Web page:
NANFA-- FW: Aquarium Trade Snaps Up Fish By the Millions (most From SE

Denkhaus, Robert (
Wed, 15 Oct 2003 08:56:02 -0500

Rob Denkhaus
Fort Worth Nature Center & Refuge

Aquarium Trade Snaps Up Fish By the Millions

LONDON, UK, October 7, 2003 (ENS) - Over 20 million tropical fish are being
harvested annually to supply a booming marine aquarium trade in Europe, the
United States, and Japan, worth between $200 to $330 million each year,
according to the most comprehensive global survey ever undertaken.

The report, released September 30 by the United Nations Environment
Programme's World Conservation Monitoring Centre (UNEP-WCMC), found that 1,471
species are taken for the trade.

"From Ocean to Aquarium: The Global Trade in Marine Ornamentals" that the
value of aquarium creatures in trade is The report comes in advance of the UK
launch of the Disney blockbuster, "Finding Nemo," already popular in the
United States.

The film tells the story of a clown anemonefish, which along with the
beautiful blue-green damselfish, tops the list as the most traded tropical

In the UNEP-WCMC report, Southeast Asia is shown to be the main source of the
aquarium trade, but ornamental marine species are increasingly being taken
from island nations in the Indian and Pacific Oceans.

"For the first time we have an accurate estimate of the number of fish, corals
and other animals being taken from coral reefs and brought to public aquariums
and fish tanks in homes across Europe and the USA," said Klaus Toepfer, UNEP's
executive director.

A further nine to 10 million animals, including molluscs, shrimps and anemones
and involving some 500 species, are being traded to supply tanks in homes,
public aquaria and dentists' surgeries. Up to 12 million stony corals are
being harvested, transported and sold annually, the report states.

"Collecting tropical fish brings pleasure to millions. It also fuels an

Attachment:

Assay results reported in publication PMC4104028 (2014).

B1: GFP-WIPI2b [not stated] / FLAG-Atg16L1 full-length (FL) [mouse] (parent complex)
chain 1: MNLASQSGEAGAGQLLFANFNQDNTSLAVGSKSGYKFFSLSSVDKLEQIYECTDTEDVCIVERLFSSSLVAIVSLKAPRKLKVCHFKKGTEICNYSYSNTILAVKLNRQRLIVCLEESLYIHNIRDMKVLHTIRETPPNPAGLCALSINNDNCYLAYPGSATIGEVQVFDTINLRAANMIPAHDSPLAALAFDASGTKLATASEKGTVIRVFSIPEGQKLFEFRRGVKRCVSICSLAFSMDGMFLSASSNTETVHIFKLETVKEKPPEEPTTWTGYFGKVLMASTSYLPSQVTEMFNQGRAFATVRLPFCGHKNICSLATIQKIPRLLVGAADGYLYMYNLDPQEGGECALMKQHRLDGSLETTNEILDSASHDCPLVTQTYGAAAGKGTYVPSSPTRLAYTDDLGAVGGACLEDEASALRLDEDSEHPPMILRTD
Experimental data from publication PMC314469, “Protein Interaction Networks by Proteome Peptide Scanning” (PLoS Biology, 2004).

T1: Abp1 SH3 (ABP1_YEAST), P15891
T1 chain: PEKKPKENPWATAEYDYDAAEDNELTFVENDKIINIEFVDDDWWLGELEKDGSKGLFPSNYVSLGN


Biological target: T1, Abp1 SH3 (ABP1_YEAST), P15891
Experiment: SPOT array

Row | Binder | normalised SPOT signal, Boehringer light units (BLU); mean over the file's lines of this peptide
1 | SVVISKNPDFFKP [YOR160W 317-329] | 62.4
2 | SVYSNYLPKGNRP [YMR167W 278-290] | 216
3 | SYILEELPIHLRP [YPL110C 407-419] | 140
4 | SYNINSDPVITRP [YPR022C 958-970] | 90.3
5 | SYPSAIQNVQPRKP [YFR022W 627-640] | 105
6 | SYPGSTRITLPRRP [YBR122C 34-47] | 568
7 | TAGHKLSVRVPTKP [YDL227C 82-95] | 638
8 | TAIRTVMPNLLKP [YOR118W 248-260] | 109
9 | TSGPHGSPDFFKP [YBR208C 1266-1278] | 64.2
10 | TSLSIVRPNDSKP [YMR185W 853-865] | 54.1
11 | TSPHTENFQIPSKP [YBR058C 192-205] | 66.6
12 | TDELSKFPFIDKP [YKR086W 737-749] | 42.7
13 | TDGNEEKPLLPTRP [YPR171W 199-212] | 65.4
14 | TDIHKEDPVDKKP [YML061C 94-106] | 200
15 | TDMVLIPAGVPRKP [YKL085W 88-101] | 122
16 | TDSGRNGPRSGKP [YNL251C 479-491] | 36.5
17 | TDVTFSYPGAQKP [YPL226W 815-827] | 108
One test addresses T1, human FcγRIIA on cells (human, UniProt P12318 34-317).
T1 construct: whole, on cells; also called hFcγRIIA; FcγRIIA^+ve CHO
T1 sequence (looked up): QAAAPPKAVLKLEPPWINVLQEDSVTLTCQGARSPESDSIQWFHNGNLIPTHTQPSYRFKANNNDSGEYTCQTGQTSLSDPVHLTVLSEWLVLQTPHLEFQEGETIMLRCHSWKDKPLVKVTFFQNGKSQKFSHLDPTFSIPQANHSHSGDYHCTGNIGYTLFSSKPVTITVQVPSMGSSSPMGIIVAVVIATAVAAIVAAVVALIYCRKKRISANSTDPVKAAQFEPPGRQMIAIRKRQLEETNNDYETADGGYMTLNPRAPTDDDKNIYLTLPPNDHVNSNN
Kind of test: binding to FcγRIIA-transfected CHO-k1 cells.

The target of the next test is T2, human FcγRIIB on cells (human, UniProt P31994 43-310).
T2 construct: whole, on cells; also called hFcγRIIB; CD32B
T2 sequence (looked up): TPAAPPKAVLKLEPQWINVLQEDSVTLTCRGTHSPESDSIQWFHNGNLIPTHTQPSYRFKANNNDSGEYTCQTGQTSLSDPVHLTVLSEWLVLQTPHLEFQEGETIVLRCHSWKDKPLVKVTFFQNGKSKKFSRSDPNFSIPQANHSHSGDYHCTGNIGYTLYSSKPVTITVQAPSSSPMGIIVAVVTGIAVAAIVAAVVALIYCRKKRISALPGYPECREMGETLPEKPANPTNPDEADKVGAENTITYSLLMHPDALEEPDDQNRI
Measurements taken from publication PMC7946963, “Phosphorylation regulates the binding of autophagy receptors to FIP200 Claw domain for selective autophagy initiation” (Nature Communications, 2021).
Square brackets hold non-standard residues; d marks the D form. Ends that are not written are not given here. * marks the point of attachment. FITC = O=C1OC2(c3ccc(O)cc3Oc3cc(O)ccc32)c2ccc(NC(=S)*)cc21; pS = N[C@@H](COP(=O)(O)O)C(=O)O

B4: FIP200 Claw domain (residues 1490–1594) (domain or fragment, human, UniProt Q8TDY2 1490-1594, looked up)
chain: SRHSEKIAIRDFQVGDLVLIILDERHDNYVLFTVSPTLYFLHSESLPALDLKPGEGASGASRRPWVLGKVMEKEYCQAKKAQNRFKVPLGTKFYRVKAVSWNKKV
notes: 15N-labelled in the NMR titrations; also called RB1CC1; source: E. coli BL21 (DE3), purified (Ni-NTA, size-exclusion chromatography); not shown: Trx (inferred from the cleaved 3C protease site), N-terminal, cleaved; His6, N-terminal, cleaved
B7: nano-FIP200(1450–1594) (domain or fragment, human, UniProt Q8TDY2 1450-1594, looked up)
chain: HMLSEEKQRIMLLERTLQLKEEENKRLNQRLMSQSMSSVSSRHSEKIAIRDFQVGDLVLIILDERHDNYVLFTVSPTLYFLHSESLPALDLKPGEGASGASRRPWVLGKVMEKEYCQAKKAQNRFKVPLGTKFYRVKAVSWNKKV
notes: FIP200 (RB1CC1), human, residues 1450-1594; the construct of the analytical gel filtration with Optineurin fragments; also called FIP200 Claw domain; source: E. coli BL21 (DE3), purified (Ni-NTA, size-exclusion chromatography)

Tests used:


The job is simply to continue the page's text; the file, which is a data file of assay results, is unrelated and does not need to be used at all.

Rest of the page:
important, and mostly legitimate, industry," said Toepfer. "The global trade
in marine species on the one hand poses a significant risk to valuable
ecosystems like coral reefs, but on the other has great potential as a source
of desperately needed income for local fishing communities."

Mark Collins, UNEP-WCMC director said, "If managed properly, the aquarium
industry could support long term conservation and sustainable use of coral
reefs in regions where other options for generating revenue are limited. Some
collection techniques have minimal impact on coral and the industry as a whole
is of relatively low volume yet of very high value."

But often the collection of fish for the aquarium trade is harmful to other
fish and corals.

"A minority of fishermen, in countries such as Indonesia, use sodium cyanide
to capture fish," says Colette Wabnitz, one of the report's authors. "An
almost lethal dose of the poison is squirted into the coral reef where fish
shelter. It stuns the fish to allow capture and export, but can also kill
coral and other species. The fish may survive the export process but usually
die of liver failure soon after being purchased."

Coral reefs are facing an increasing number of threats from pollution and
sedimentation to coral bleaching, overfishing and tourism. The reefs of
Southeast Asia are particularly at risk and it is therefore important that
aquarium species' collection does not further compound these problems, the
report warns.

"This valuable new data," Toepfer said, "should enable more informed and
effective decision making at the policy, industry and consumer level."

Data for the new report has largely come from the Global Marine Aquarium
Database, a joint collaborative effort between UNEP-WCMC, the Marine Aquarium
Council (MAC) and members of various aquarium trade associations.

"Fish certified by the Marine Aquarium Council are healthier and have better
survival chances because they are collected, handled and transported according
to internationally approved best practice standards," says Ed Green another
author of the report.

"We encourage responsible traders to sign up to the MAC certification scheme
and for the public to only buy from reputable dealers. Only by such means can
we ensure a trade, from reef to retail, that is sustainable and beneficial for

* *

Allen Salzberg
HerpDigest: The Free Weekly Electronic
Newsletter on the Latest News on
Reptile and Amphibian Science
and Conservation. Go to to subscribe.

Allen Salzberg
HerpDigest: The Free Weekly Electronic
Newsletter on the Latest News on
Reptile and Amphibian Science
and Conservation. Go to to subscribe.
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